Monday, November 10, 2008

"My question is about the budget, sir..."

Ranking the Presidents, Part Eight: The...Oh, My God!...These Guys Actually Seem to Know What They're Doing!

See also:
part one, part two, part three, part four, part five, part six, part seven

(In my best "TV anchor from Arrested Development voice: "I blew it!")

Alright, so I fucked up. I've been trying to justify placing Reagan ahead of both Clinton and Bush 41 and, despite numerous attempts at rationalizing it (you can't overstate the importance of ending the Cold War; he restored America's faith in America; relying on past presidential polls, which always place RR ahead of WJC and B41), I keep coming up with counter-arguments (yeah but, he was so reckless in the early 80s and, in many ways, made the Russia Problem so much worse--the fact that Communism fell should really be attributed to internal stuctural problems anyway; re: faith? Really? Did he? Despite his popularity on January 20, 1989, Reagan, arguably, did more than anyone since Nixon to divide the country; if I'm just going to follow past rankings, what's the point in even doing this?), plus people (Jesse, Shuk, Fernando) have all made good points (Jesse's comment consists entirely of him saying "REALLY??") in railing against the rankings. So, in true Joe Quimby fashion, I've had a change of heart and I'm dropping RR to 20th, just behind Clinton and I'm retroactively designating Reagan and Clinton as "average" instead of "still pretty lousy" (when this is all done, I'm going to compile all ten posts into one uber-list which no one will ever read. That one will have the entries in the correct order. But, for the time being, I'm simply going to note the changes in the running count and leave the original posts intact).

So far (revised):

42. James Buchanan
41. Warren Harding
(...and did you know that, of all hundreds of thousands of more accomplished people in American history, it was Warren Harding who--rather improbably--coined the term "Founding Father"? Apparently, he did. At the 1916 RNC. Wow.)
40. William Henry Harrison
39. Franklin Pierce
38. George W. Bush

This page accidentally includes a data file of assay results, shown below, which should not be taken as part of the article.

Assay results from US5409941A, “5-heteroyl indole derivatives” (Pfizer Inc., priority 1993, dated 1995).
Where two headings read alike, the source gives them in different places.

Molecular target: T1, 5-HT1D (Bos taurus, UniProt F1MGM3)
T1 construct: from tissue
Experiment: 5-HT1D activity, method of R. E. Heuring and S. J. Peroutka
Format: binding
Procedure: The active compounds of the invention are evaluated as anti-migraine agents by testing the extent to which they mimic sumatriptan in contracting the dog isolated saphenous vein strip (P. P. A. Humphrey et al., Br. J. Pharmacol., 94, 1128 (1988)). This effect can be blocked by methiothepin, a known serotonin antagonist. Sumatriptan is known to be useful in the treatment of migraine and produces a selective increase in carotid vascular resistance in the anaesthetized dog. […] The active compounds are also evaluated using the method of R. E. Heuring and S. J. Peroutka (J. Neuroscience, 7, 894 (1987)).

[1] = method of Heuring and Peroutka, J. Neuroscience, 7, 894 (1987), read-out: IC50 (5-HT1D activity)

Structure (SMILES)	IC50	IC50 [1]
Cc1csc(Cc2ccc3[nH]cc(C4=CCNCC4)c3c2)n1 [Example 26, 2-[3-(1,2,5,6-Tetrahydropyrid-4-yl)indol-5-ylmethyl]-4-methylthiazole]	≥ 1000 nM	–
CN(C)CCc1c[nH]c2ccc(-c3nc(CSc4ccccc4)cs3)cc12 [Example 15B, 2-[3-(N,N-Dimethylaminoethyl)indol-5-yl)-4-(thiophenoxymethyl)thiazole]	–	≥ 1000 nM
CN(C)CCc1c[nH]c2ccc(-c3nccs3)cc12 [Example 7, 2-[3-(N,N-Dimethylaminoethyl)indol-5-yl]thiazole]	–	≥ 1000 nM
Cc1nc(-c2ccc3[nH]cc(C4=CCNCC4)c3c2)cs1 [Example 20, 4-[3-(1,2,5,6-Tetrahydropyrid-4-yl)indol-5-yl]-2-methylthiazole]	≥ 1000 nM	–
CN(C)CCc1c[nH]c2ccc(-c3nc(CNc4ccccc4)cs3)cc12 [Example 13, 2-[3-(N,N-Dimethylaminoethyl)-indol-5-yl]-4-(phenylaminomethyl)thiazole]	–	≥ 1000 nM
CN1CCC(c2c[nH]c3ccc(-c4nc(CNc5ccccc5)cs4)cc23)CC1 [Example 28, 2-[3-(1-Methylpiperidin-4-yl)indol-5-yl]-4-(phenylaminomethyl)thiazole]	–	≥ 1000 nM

37. Andrew Johnson
36. Millard Fillmore

35. John Tyler
34. James A. Garfield
33. Zachary Taylor
32. Ulysses S. Grant
31. Richard Nixon
30. Herbert Hoover
29. Benjamin Harrison
28. Jimmy Carter
27. Chester A. Arthur
26. Rutherford B. Hayes
25. Gerald Ford
24. Martin Van Buren
23. Calvin Coolidge
22. John Quincy Adams
21. William Howard Taft
20. Ronald Reagan
19. Bill Clinton

18. George Bush
17. William McKinley
16. Grover Cleveland
15. John Adams

Onto the next five...

14. Dwight D. Eisenhower (1953 - 1961)

High Points/Accomplishments:
(1) Just a massive vote-getter, really, racking up 899 electoral votes out of a possible 1,161 in his two national races. Admittedly, he did have the benefit of running against Adlai Stevenson twice (a man I greatly admire but who was no politician). (2) created the Interstate Highway System in 1956, in exchange for a written declaration assuring him that every single mile of highway in America be named after him for the rest of time. (3) Ended the Korean War in July 1953. In a Gallup poll later that month, 46% of Americans responded "there was a war going on in Korea?" (4) Appointed Earl Warren as Chief Justice of the Supreme Court.

Low Points:
(1) You know, you can call it "brinksmanship" to try and class it up, but I'm always going to think of it as "we're going to behave as if we're batshit crazy in the hopes that you're too terrified to ever even think of bombing us. New Look, Schmew Look. All I'll say is that they borrowed a page out of Hitler's playbook (look it up), which is never a good thing.